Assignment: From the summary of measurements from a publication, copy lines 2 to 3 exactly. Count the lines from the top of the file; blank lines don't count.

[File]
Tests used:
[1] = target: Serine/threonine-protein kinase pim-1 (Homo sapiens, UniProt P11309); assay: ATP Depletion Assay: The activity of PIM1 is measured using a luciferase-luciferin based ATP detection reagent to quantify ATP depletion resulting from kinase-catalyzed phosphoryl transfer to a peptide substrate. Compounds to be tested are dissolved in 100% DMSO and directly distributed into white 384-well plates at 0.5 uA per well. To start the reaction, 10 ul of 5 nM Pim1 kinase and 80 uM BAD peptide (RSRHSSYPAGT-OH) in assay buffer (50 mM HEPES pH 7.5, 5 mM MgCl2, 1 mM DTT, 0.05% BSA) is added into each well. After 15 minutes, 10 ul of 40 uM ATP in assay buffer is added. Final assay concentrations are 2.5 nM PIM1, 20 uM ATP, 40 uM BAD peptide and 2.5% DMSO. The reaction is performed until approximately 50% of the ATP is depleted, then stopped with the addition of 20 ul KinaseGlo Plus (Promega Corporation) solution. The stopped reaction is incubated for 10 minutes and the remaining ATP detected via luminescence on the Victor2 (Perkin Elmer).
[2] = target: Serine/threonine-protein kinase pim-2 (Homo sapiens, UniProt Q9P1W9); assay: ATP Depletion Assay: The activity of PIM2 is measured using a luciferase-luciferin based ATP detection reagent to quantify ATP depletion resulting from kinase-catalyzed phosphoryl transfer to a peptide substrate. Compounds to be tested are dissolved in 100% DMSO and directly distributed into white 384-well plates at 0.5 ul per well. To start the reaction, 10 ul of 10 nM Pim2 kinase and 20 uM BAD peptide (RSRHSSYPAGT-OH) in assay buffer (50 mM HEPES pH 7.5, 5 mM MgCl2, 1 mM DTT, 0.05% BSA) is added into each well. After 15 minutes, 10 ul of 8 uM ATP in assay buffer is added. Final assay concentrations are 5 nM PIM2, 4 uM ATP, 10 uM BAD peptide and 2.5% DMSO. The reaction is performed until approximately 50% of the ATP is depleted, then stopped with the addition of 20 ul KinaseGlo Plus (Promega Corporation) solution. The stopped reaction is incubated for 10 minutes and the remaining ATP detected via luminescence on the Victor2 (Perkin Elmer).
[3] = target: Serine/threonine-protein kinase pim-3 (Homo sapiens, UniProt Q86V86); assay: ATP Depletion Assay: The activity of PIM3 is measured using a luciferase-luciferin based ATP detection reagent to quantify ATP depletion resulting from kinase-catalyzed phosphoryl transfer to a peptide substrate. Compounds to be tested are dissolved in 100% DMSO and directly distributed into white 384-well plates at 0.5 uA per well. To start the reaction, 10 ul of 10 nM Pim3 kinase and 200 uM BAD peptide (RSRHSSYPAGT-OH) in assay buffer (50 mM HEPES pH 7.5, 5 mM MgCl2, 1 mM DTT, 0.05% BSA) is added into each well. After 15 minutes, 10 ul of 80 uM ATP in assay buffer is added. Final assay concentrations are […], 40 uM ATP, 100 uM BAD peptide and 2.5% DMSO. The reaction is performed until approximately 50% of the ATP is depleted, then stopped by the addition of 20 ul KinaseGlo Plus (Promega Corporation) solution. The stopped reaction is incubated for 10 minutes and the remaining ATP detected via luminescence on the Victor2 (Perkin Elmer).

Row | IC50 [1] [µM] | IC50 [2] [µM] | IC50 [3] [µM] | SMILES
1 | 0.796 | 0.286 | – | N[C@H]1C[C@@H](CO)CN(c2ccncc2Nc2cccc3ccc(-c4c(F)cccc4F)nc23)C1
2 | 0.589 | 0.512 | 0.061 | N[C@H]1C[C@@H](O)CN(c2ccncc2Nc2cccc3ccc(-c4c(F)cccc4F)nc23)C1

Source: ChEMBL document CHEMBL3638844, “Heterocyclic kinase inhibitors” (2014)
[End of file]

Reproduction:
[1] = target: Serine/threonine-protein kinase pim-1 (Homo sapiens, UniProt P11309); assay: ATP Depletion Assay: The activity of PIM1 is measured using a luciferase-luciferin based ATP detection reagent to quantify ATP depletion resulting from kinase-catalyzed phosphoryl transfer to a peptide substrate. Compounds to be tested are dissolved in 100% DMSO and directly distributed into white 384-well plates at 0.5 uA per well. To start the reaction, 10 ul of 5 nM Pim1 kinase and 80 uM BAD peptide (RSRHSSYPAGT-OH) in assay buffer (50 mM HEPES pH 7.5, 5 mM MgCl2, 1 mM DTT, 0.05% BSA) is added into each well. After 15 minutes, 10 ul of 40 uM ATP in assay buffer is added. Final assay concentrations are 2.5 nM PIM1, 20 uM ATP, 40 uM BAD peptide and 2.5% DMSO. The reaction is performed until approximately 50% of the ATP is depleted, then stopped with the addition of 20 ul KinaseGlo Plus (Promega Corporation) solution. The stopped reaction is incubated for 10 minutes and the remaining ATP detected via luminescence on the Victor2 (Perkin Elmer).
[2] = target: Serine/threonine-protein kinase pim-2 (Homo sapiens, UniProt Q9P1W9); assay: ATP Depletion Assay: The activity of PIM2 is measured using a luciferase-luciferin based ATP detection reagent to quantify ATP depletion resulting from kinase-catalyzed phosphoryl transfer to a peptide substrate. Compounds to be tested are dissolved in 100% DMSO and directly distributed into white 384-well plates at 0.5 ul per well. To start the reaction, 10 ul of 10 nM Pim2 kinase and 20 uM BAD peptide (RSRHSSYPAGT-OH) in assay buffer (50 mM HEPES pH 7.5, 5 mM MgCl2, 1 mM DTT, 0.05% BSA) is added into each well. After 15 minutes, 10 ul of 8 uM ATP in assay buffer is added. Final assay concentrations are 5 nM PIM2, 4 uM ATP, 10 uM BAD peptide and 2.5% DMSO. The reaction is performed until approximately 50% of the ATP is depleted, then stopped with the addition of 20 ul KinaseGlo Plus (Promega Corporation) solution. The stopped reaction is incubated for 10 minutes and the remaining ATP detected via luminescence on the Victor2 (Perkin Elmer).